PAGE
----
Here are my three tips for answer this question.
- Remember that you are not your degrees or certifications.
- Remember that you are not your role (project manager, developer, tester, whatever).
- Remember that you need to articulate your value.
If you remember those three ideas, how do you answer this question? Here are some examples.
Example #1: Let’s assume you are a project manager, with a slew of certificates and an MBA. You don’t say, “I have an MBA and a PMP.” No, you say, “I ran a geographically distributed agile program. We succeeded because I helped people learn how to see their interdependencies. I helped the teams learn to collaborate. I never worked so hard in my life, not driving to a date. I didn’t learn any of this in school or in my certifications. I learned it on the job, experimenting, using the data to see what did and didn’t work. I know what works on an agile program with teams and people all over the world. Some of it isn’t pretty. But, with experimentation, we can make it work.”
Example #2: Let’s assume you are a tester. (Some people call this QA Engineer.) You don’t say, “I’m a QA Engineer” or “I’m a tester.” Nobody cares if you have certifications. You say, “I provide information about the product under development, regardless of where in development that product is. I can read specs. I can argue architecture. I can create tests anywhere in the product development lifecycle. On my most recent project, we had an intermittent performance problem. I partnered with a business analyst and a developer to create tests that we would run over several builds to find that problem and analyze it. We discovered that the problem had been there from the beginning, and that new code uncovered it. Our partnership was key to uncovering and debugging the problem.”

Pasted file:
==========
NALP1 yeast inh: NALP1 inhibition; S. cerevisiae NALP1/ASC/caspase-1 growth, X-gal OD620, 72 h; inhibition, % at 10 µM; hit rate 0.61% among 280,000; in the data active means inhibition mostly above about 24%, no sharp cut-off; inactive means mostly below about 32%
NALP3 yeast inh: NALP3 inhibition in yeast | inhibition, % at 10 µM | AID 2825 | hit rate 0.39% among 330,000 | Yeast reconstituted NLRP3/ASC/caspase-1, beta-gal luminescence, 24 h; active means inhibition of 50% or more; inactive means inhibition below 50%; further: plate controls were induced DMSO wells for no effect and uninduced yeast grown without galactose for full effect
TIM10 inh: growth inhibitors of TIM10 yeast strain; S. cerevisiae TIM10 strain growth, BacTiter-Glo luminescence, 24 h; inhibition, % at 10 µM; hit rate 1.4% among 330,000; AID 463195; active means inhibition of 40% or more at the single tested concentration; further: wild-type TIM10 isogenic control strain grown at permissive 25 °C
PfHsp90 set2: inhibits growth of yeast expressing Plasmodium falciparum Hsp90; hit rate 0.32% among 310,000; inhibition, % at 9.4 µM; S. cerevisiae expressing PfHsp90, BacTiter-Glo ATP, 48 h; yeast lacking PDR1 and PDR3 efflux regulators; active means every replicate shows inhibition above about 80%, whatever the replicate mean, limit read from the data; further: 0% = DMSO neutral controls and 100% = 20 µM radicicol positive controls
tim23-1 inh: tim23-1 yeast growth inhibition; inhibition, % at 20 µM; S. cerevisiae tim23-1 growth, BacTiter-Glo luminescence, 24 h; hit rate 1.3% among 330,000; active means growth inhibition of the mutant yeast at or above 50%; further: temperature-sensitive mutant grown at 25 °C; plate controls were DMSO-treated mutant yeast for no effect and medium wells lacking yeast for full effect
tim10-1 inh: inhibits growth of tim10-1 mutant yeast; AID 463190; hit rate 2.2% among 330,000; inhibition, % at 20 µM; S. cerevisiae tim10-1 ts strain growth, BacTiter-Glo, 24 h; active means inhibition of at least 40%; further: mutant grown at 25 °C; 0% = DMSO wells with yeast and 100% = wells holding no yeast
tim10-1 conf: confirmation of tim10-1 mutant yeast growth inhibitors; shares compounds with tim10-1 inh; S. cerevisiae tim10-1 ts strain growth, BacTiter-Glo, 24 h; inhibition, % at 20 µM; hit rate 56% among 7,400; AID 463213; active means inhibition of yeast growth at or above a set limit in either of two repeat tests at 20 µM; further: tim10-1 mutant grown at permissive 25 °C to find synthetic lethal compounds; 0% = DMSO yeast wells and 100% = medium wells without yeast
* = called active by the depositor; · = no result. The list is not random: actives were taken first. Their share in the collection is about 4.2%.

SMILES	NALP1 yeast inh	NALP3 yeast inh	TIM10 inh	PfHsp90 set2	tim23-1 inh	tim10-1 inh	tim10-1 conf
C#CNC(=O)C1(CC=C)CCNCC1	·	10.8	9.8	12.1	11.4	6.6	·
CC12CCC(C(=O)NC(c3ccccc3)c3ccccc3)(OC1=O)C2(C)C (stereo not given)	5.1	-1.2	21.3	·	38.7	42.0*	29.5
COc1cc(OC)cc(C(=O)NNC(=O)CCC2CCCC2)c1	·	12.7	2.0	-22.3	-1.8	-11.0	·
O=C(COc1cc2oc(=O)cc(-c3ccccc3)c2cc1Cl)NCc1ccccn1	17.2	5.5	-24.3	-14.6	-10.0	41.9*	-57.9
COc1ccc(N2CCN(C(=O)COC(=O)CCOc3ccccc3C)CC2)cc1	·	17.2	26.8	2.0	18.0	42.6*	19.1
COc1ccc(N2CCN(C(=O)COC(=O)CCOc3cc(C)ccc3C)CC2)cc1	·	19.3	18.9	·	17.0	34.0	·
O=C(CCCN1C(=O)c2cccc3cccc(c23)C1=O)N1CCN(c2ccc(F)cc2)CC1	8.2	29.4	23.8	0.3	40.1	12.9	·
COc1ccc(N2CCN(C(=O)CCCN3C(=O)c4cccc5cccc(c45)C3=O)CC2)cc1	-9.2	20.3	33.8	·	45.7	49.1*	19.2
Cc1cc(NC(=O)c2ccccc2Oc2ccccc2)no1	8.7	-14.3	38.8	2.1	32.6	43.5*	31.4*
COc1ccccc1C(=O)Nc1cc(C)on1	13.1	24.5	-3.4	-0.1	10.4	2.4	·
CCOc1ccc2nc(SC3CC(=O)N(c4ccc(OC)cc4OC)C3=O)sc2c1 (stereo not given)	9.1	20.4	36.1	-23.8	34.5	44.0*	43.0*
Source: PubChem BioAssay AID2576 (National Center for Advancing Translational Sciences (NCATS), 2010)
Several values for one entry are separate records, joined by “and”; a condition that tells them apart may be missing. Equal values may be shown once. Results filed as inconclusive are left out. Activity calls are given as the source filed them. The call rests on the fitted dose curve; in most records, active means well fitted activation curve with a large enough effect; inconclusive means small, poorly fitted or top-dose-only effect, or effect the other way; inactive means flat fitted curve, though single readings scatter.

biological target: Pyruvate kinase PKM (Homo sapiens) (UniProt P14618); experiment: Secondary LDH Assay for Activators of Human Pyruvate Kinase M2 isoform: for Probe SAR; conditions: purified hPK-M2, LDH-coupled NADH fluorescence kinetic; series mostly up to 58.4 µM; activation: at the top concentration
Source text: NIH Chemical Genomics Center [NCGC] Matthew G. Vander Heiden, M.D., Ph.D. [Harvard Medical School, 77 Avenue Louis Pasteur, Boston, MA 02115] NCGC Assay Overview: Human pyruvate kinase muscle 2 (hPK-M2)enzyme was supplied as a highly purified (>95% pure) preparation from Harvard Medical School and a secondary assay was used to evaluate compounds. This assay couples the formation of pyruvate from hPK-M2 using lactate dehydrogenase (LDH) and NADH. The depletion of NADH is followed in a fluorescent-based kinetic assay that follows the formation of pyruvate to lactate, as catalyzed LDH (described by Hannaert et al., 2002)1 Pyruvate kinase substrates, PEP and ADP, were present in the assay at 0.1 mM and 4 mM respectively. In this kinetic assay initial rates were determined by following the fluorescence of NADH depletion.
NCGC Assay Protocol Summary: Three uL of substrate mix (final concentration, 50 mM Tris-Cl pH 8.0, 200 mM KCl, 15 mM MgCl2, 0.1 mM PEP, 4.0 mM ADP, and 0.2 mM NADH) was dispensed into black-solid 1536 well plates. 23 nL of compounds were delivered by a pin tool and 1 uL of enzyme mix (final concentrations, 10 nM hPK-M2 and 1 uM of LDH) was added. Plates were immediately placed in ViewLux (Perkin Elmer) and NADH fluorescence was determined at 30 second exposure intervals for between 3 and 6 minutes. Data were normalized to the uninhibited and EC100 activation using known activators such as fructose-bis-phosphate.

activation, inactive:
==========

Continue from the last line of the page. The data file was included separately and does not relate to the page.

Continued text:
Example #3: Let’s assume you are a developer. You might say something like this: “I work with the team to develop creating solutions to problems. On the last project, we had to improve database performance by at least 20%. That was a hard problem. We needed to be able to rollback, too. We couldn’t just make this a one-way solution. We had to experiment with several solutions. I facilitated those problem solving sessions. They were loud sessions, but we solved the problem in a really interesting way. If we hadn’t used our tests as a safety net, I don’t know what would have happened. I couldn’t tell people they had to test as we went. I had to influence them. My development skills are great, but I’m not just a developer. If you hire me, you’ll get a great developer who’s also a great facilitator within the team.”
Do you see how those answers differ from the standard, “I went to this school, I have this job, I did that thing”? These answers have the start of interesting details about you. You want to continue with your value. See Four Tips for Defining Your Value.
If you like this post, you want to read Manage Your Job Search.Tags: career development, developer, interview question, Manage Your Job Search, project management, tester